ELM, noun [Latin ulmus.] A tree of the genus Ulmus. The common elm is one of the largest and most majestic trees of the forest, and is cultivated for shade and ornament. Another species, the fulva, is called slippery elm from the quality of its inner bark. One species seems to have been used to support vines.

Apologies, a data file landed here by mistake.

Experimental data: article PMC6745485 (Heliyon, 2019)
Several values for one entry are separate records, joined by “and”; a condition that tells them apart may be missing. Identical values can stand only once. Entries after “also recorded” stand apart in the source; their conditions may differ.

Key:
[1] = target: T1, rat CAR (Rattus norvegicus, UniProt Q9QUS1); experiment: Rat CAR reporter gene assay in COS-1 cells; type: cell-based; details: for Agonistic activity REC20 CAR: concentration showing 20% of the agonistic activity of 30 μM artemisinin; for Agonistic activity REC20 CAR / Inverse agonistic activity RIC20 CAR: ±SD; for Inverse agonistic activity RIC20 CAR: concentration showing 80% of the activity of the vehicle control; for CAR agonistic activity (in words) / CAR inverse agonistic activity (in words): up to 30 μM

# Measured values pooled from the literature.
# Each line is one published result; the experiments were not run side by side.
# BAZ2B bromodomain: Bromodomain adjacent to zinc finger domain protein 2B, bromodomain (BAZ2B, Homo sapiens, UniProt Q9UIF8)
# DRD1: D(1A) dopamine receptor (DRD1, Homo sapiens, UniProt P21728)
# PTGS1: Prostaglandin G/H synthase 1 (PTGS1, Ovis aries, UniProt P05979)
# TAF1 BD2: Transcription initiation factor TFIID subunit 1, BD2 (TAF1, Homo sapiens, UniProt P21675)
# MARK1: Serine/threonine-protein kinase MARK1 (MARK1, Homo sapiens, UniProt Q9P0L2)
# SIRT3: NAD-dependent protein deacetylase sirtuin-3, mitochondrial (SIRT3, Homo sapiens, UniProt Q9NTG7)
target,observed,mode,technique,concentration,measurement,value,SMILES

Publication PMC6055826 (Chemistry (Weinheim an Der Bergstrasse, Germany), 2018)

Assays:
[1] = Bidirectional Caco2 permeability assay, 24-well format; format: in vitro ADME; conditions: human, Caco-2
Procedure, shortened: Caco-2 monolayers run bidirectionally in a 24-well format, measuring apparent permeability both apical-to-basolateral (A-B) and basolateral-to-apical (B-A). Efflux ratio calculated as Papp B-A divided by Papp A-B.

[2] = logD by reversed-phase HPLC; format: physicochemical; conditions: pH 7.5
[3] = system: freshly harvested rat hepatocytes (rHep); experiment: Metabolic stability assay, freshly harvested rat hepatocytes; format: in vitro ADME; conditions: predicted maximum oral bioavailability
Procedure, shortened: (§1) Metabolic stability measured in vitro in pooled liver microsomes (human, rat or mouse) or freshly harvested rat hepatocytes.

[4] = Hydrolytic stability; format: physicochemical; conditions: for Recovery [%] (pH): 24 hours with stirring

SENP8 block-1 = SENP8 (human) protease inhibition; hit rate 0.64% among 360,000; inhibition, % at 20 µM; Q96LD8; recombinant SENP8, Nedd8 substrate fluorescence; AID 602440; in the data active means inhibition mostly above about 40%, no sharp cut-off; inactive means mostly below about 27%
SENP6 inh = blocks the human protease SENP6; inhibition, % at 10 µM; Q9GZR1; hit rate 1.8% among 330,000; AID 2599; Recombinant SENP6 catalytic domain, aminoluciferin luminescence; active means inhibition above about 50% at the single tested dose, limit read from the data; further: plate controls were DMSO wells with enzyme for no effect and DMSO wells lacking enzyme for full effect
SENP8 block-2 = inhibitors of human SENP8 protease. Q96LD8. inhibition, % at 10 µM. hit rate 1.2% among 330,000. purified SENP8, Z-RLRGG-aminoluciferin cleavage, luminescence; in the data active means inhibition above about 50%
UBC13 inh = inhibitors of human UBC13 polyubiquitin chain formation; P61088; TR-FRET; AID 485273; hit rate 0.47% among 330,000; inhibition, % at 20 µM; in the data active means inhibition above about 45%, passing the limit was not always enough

The treaty which William Penn made with the natives in 1682 was negotiated under a large elm which grew on the spot now called Kensington, just above Philadelphia. It was prostrated by a storm in 1810, at which time its stem measured 24 feet in circumference.